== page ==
Have you ever played Whac-a-Mole? It’s a 1970s-era arcade game (adapted from its Japanese originator), and is still popular today. In pop-culture, the expression “whac-a-mole,” (also frequently spelled as “whack”) quickly became associated with what one may refer to as a repetitious and futile task: each time a task is finished or a problem is dealt with, just like that nasty mole, another or problem raises its head.
A classic example? Keeping others accountable. Many leaders struggle with establishing accountability because they lapse into “managing accountability” like it’s a project itself, instead of actually forming accountable people through character building, and leading by example. Hence, the endless game of Whac-a-Mole begins.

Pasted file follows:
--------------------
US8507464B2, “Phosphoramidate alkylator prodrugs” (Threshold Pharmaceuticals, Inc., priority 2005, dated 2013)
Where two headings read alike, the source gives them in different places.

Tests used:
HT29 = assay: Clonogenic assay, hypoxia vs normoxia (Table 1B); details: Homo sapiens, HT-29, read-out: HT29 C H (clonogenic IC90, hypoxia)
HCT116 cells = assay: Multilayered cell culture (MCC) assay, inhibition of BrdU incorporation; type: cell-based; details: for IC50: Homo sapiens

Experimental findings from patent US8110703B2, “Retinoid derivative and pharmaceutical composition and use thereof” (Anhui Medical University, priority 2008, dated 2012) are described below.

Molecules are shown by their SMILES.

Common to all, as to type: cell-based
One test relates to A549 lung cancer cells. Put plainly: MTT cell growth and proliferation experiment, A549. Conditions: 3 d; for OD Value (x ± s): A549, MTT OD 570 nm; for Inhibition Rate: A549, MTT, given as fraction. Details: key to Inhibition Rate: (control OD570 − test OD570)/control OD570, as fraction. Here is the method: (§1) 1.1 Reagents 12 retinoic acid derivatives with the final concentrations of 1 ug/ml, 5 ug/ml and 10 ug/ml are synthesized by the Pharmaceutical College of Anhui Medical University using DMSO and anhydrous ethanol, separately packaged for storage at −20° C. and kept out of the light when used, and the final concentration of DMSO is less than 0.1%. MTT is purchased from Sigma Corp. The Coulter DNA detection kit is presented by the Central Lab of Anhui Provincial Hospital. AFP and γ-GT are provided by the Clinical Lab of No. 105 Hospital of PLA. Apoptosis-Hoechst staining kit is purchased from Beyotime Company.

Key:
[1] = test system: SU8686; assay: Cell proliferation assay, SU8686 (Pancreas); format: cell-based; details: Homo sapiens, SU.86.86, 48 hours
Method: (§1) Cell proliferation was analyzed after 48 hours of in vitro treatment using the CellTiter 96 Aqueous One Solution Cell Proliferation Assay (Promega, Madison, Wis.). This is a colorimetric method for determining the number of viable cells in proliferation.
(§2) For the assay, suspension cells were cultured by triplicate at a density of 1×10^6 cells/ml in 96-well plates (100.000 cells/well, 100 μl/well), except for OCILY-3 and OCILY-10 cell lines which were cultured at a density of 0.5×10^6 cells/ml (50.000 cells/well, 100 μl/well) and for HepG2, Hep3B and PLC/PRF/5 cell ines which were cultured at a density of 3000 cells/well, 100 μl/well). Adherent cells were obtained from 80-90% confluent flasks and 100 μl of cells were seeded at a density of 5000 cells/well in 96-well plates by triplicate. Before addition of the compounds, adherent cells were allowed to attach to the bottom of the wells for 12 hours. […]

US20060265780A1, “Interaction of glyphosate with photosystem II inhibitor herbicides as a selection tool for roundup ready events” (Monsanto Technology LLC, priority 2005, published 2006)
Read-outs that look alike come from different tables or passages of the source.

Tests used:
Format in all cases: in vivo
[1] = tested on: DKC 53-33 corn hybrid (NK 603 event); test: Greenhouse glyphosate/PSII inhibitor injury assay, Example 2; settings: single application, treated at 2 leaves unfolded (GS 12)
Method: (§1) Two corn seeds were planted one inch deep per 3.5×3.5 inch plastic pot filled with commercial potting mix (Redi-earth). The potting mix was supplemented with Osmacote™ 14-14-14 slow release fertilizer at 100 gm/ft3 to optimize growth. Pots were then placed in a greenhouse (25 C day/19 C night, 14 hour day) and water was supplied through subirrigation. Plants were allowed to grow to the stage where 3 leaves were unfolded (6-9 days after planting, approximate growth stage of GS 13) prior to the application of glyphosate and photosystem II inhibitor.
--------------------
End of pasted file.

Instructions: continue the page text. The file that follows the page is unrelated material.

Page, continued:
I recall speaking with a client about accountability. It felt as though he thought it was his responsibility to “manage accountability,” almost like a first-grade teacher. But it wasn’t. His responsibility was to LEAD by forming character in his people. CHARACTER NATURALLY EMBRACES ACCOUNTABILITY.
How do you form character, and this accountability? Anyone over the age of eight responds to connection and character. When leading others, we have to sense we have a connection with them before leading them. Then, we use our character to help form their character, which increases accountability.
Candidly, Whac-a-Mole can be a fun game (good at testing reflexes!). But if you feel as though you’re playing it with your kids or your team, it may be a sign to take a pause and rethink your leadership.